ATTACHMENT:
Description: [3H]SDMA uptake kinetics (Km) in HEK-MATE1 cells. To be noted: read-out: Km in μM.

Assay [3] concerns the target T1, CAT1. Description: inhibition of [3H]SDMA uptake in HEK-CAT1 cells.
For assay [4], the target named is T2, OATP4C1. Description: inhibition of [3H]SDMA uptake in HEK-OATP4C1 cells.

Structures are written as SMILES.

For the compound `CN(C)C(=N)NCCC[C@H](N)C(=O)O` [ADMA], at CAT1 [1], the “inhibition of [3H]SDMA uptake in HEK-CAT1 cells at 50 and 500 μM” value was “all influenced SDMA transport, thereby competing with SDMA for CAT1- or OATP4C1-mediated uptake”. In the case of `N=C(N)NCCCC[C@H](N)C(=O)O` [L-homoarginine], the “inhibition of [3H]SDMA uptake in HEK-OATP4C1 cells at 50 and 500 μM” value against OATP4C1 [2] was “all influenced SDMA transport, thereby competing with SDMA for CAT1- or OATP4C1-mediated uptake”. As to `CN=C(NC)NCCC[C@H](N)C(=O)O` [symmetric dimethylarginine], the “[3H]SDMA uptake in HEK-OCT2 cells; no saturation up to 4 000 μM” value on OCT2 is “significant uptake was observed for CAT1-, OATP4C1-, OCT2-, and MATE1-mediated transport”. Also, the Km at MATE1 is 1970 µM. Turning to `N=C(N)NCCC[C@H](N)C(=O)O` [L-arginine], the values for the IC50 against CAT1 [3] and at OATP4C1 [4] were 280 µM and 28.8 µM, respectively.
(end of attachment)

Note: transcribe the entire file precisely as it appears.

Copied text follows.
Description: [3H]SDMA uptake kinetics (Km) in HEK-MATE1 cells. To be noted: read-out: Km in μM.

Assay [3] concerns the target T1, CAT1. Description: inhibition of [3H]SDMA uptake in HEK-CAT1 cells.
For assay [4], the target named is T2, OATP4C1. Description: inhibition of [3H]SDMA uptake in HEK-OATP4C1 cells.

Structures are written as SMILES.

For the compound `CN(C)C(=N)NCCC[C@H](N)C(=O)O` [ADMA], at CAT1 [1], the “inhibition of [3H]SDMA uptake in HEK-CAT1 cells at 50 and 500 μM” value was “all influenced SDMA transport, thereby competing with SDMA for CAT1- or OATP4C1-mediated uptake”. In the case of `N=C(N)NCCCC[C@H](N)C(=O)O` [L-homoarginine], the “inhibition of [3H]SDMA uptake in HEK-OATP4C1 cells at 50 and 500 μM” value against OATP4C1 [2] was “all influenced SDMA transport, thereby competing with SDMA for CAT1- or OATP4C1-mediated uptake”. As to `CN=C(NC)NCCC[C@H](N)C(=O)O` [symmetric dimethylarginine], the “[3H]SDMA uptake in HEK-OCT2 cells; no saturation up to 4 000 μM” value on OCT2 is “significant uptake was observed for CAT1-, OATP4C1-, OCT2-, and MATE1-mediated transport”. Also, the Km at MATE1 is 1970 µM. Turning to `N=C(N)NCCC[C@H](N)C(=O)O` [L-arginine], the values for the IC50 against CAT1 [3] and at OATP4C1 [4] were 280 µM and 28.8 µM, respectively.